There are some great jobs in the world: tropical island caretaker, water slide tester, Sports Illustrated swimsuit issue photographer. Among these I will place "dessert judge," which was my role at the Wine & Food Festival's Wine Rendezvous Grand Tasting & Chef Showcase at The Woodlands' Waterway Marriott.
In a room with dozens of savory chefs serving everything from salad to salmon and wine vendors pouring hundreds of bottles, co-judges Tanji Patton, Eddy Van Damme and I were centered mostly in the dessert corner to judge from about a dozen contenders. Mass-producing bite-sized dishes for hundreds of grazing gala attendees is hardly the ideal format for pastry chefs, and our experience was all over the map.
There were cute desserts (a mini chocolate cupcake with a marshmallow center styled like a Hostess cupcake, courtesy Gigi's Cupcakes), strange desserts (coconut mousse popsicles frozen in liquid nitrogen by Chef Tyler Stone), creative desserts (popcorn panna cotta from La Torretta Lake Resort) and even one truly terrible dessert — Alouette Cheese created a brie s'more with a graham cookie and chocolate ganache, yet managed to make the entire morsel taste like charcoal.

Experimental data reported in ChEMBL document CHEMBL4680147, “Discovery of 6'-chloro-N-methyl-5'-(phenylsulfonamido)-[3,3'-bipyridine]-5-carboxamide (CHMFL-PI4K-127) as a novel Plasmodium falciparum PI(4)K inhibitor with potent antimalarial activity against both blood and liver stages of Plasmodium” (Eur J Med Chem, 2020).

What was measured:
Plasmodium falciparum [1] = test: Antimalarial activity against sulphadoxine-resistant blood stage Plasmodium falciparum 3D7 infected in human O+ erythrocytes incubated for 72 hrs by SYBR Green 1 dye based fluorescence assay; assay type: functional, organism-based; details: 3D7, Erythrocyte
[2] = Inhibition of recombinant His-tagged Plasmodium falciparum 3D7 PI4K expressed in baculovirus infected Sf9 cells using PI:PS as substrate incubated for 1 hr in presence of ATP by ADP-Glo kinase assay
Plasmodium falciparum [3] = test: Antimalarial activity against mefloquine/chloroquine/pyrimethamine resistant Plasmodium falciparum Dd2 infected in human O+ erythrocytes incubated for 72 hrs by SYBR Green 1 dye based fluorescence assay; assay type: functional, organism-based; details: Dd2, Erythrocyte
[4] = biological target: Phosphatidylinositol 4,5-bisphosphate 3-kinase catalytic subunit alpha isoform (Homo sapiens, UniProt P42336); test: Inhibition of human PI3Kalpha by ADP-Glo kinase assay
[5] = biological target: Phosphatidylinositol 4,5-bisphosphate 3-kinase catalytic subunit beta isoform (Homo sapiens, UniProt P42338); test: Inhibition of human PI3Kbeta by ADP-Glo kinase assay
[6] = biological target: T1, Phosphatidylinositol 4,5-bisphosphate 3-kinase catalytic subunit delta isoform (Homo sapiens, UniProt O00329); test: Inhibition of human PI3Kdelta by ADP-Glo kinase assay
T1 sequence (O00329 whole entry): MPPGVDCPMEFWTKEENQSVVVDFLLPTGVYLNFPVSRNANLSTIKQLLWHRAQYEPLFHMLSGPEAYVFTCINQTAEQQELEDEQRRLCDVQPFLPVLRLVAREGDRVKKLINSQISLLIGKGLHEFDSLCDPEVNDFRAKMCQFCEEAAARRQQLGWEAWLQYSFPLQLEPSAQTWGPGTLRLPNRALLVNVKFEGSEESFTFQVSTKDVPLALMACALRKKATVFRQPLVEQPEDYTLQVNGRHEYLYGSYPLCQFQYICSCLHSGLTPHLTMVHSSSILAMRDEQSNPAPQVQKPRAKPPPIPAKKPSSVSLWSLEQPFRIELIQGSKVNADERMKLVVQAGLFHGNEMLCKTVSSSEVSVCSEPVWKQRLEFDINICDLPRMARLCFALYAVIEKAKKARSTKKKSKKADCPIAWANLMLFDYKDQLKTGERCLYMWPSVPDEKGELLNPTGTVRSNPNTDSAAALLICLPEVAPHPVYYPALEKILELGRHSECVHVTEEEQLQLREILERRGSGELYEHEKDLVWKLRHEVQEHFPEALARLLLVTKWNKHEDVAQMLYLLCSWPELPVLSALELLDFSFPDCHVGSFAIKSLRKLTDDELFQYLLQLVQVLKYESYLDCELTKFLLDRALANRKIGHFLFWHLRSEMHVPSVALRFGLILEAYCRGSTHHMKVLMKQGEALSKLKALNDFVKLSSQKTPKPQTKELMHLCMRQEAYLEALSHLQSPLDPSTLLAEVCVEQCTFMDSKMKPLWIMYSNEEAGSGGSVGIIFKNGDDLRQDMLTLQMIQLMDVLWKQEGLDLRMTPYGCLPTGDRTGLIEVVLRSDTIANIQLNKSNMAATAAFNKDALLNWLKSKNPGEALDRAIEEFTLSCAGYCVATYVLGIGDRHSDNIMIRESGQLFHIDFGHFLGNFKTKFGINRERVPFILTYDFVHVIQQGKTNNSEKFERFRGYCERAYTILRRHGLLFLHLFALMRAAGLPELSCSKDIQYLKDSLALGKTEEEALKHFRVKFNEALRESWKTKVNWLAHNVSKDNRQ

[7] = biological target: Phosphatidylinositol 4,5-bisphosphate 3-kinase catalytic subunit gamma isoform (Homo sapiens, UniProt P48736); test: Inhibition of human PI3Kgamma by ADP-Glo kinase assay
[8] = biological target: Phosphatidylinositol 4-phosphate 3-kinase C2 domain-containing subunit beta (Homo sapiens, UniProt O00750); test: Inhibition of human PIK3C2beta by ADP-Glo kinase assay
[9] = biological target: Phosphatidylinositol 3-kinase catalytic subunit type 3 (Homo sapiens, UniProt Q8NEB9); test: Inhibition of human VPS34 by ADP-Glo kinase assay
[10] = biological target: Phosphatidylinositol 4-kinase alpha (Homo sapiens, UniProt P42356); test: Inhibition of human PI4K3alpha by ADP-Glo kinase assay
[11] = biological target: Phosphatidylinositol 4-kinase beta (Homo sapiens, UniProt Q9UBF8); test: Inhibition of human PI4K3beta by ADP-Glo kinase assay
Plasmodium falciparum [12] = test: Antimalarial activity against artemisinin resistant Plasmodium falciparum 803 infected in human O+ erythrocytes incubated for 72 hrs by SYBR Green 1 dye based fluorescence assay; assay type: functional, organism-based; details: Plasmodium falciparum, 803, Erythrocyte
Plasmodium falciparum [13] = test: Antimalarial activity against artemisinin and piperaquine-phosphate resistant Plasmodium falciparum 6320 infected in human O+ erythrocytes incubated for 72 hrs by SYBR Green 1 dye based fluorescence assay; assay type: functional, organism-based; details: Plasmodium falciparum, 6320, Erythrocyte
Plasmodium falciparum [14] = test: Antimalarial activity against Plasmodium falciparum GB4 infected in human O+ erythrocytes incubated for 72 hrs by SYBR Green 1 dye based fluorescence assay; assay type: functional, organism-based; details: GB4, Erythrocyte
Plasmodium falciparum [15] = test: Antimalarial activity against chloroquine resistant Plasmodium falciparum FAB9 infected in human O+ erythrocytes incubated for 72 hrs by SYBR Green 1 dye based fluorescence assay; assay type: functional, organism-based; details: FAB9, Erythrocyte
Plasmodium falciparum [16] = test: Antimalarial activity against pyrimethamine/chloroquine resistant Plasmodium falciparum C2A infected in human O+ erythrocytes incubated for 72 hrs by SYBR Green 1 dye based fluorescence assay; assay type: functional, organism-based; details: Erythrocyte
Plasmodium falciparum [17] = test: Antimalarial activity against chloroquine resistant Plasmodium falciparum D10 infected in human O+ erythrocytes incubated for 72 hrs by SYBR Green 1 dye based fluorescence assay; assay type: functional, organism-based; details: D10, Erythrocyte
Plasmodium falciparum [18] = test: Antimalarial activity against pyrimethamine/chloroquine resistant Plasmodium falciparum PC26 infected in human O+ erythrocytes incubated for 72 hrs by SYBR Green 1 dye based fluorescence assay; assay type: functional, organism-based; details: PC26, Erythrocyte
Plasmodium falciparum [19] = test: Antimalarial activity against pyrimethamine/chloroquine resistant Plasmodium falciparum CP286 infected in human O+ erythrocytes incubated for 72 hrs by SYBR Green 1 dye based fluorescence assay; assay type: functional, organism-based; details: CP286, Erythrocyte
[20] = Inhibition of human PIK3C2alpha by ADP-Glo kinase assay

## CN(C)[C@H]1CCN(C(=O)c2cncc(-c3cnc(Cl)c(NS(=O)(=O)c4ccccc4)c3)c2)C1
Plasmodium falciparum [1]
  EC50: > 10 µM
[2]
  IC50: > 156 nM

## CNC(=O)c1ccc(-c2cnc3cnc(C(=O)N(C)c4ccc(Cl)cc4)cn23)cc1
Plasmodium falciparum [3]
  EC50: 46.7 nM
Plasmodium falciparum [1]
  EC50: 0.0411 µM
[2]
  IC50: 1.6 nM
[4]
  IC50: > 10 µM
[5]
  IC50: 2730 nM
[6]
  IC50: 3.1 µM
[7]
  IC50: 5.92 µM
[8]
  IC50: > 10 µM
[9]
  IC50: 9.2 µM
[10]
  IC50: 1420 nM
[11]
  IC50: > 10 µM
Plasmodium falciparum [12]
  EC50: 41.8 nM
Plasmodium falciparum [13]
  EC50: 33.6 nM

But the desserts winner was the chef who kept closest to basics. Elizabeth Stone and Stone Kitchen Catering earned a repeat victory with cup of candied peaches, cherries, ice cream and a crispy almond cookie.
Another perk of being a dessert judge was that once the judging portion was completed, we had time to walk around an explore, sampling food and wines that we liked. I enjoyed Haven's shrimp and grits (as usual), Tavola's tomato ravioli and Latin Bites' array of South American tapas, which were eventually awarded second place by the savory judges. In third place was San Antonio's Jason Dady of Jason Dady Restaurants for his maple-smoked duck breast, and in first place the judges crowned another repeat champion, with Le Mistral once again nabbing top honors.
The Grand Tasting at the Wine & Food Festival is probably the closest marriage you can find between quantity (so many more restaurants then I could hope to sample from) and quality — from Haven to Max's Wine Dive to Quattro, some of Houston's best restaurants participate every year.
So while it may be an incredible chore, I hereby sign up for next year. Being a dessert judge is hard, but somebody's got to do it.